Dragon boat season gets underway in each year in March. Once Daylight Saving Time kicks in, evening practices are back on the schedule – even if Saturday mornings are colder.
Returning to practice in March, I immediately realized my six weeks or so of practices in the Fall did not translate into muscle memory come the Spring. So I returned to the novice boat on Thursday evenings. The novice boats were once again coached by Coach John, who mixed technique and encouragement with inspiration.
During these evening practices I had yet another revelation. My paddling wardrobe consisted of my old running gear, some of which was older than some of the new recruits. So I decided it was time to invest in new, coordinated paddling attire. I spent much more than I like to admit at Athleta in Emeryville, but my orange and purple palette was coordinated and all manufactured in the current century.
After a few weeks of Thursday practices, I switched over to the regular Saturday morning practice. In addition to John, we had two primary coaches: Lisa Marie and Sue. And sometimes Linda would pitch in. Most Saturdays we can muster two boats for a practice – a dragon boat needs a minimum of 12 people.
As a newbie I was generally put on Lisa Marie’s boat. She’s the ‘tough coach’, as I quickly learned. If you don’t believe me, here’s what she posted on Facebook recently:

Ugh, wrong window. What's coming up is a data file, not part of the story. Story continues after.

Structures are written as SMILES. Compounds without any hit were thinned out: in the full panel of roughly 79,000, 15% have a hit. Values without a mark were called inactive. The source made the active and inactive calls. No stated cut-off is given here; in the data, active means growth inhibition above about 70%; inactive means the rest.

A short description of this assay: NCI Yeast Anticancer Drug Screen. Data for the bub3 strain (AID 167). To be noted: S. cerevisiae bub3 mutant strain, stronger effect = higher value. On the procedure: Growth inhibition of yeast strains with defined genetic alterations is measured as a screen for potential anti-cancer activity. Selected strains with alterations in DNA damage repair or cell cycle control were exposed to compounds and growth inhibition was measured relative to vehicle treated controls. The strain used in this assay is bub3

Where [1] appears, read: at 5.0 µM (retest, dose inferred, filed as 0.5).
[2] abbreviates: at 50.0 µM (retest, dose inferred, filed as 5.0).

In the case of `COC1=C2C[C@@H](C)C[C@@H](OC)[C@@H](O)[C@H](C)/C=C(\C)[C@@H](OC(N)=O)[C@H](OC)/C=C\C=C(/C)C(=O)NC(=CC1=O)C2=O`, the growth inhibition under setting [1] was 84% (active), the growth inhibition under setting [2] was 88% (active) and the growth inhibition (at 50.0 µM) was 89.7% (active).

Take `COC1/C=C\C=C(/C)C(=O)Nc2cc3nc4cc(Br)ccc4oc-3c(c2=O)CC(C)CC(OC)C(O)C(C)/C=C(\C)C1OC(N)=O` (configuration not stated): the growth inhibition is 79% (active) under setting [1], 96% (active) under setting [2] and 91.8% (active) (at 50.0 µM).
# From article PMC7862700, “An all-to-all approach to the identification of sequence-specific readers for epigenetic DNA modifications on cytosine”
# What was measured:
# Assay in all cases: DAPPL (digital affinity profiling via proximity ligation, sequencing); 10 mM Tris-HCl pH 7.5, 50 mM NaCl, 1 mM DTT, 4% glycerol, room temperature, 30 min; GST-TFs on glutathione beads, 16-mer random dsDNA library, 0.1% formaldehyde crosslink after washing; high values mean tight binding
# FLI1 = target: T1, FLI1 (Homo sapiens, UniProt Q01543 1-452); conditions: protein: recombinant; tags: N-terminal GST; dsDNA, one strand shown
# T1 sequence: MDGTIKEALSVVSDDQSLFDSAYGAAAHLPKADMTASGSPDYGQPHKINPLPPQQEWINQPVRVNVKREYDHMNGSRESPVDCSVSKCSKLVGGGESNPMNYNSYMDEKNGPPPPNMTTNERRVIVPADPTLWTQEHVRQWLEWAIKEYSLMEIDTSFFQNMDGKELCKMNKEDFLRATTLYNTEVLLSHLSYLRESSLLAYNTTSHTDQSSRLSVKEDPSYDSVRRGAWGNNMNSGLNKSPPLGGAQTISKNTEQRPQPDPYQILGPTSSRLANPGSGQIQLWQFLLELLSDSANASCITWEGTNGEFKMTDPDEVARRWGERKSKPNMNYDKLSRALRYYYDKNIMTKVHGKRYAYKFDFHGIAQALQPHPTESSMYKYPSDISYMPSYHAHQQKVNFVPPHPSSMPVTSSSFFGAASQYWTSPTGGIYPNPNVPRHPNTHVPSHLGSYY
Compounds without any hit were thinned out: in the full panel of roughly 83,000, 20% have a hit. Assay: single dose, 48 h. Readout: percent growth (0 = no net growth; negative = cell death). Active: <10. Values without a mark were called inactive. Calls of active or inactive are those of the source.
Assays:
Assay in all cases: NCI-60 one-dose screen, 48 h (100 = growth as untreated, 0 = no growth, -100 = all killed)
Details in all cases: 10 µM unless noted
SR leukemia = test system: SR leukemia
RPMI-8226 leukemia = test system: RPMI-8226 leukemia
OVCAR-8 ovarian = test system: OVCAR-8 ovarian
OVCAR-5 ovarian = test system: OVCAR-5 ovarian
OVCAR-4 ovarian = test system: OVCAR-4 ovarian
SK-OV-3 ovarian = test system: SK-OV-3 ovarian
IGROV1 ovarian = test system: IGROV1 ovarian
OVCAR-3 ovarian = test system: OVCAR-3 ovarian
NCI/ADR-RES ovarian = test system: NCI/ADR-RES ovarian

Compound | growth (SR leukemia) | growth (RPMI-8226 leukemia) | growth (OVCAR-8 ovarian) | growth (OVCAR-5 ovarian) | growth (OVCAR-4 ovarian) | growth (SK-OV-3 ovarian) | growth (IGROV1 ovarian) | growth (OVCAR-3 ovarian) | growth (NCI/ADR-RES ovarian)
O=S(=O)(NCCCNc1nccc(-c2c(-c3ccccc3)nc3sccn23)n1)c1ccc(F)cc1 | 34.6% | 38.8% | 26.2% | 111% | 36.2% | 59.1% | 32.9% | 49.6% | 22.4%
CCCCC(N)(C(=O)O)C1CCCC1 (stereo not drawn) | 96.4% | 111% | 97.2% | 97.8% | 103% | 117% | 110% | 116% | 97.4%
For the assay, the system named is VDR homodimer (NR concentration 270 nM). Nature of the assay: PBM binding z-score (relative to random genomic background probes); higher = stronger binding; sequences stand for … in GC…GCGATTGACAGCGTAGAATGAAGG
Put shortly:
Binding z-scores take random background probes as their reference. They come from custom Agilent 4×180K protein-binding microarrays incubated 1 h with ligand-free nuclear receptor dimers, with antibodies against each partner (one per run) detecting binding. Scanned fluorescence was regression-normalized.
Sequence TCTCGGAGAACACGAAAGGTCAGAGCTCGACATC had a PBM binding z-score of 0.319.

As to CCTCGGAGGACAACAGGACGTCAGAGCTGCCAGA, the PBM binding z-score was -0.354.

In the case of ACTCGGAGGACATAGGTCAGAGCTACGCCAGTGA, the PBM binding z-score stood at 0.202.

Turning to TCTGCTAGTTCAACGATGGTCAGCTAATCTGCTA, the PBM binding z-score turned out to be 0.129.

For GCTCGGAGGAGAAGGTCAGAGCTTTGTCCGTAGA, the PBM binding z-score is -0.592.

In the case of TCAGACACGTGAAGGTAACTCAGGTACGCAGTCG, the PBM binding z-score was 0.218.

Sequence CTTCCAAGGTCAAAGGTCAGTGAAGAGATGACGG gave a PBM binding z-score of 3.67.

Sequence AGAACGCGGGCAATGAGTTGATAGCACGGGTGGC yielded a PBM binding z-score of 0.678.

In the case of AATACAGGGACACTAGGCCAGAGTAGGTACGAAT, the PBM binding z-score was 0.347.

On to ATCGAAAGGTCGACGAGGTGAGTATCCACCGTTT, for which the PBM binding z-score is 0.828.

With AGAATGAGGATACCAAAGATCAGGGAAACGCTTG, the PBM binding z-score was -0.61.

While I thought my paddling was acceptable on John’s boat, I quickly learned it was not acceptable on Lisa Marie’s boat. She would come back to where I was sitting and manhandle me into all sorts of positions that seemed unnatural.
In the coming weeks, with her hovering over me while adjusting my stroke, my relationship with her evolved into my most intimate relationship with a woman – aside from the woman at the security checkpoint at the Frankfurt airport.
While dragon boat paddling looks simple enough from afar, it can take years to master the stroke. And it’s not only about your stroke: to be effective you have to be in sync with the other 19 paddlers. But in my early days I felt I was being singled out for abuse. I resented it most when Lisa Marie would call out for me to pull out for ten strokes. My thinking was I just needed enough time to figure this stroking thing out. I’m a smart girl after all.
Rotate, lean forward 5 degrees, foot drive, square shoulders, reach, power, timing, head up, inside elbow up, bury the blade, breathe – but don’t over breathe, watch the stroker… it was a lot to take in.
In retrospect I realize paddling is like speech therapy. I was in speech therapy for years as a kid because I pronounced my ‘r’s as ‘w’s, which would be find if I lived in Boston, but I didn’t. Anyway, after about three years of drills and exercises, it finally all fell into place. I was just going to have to give it time.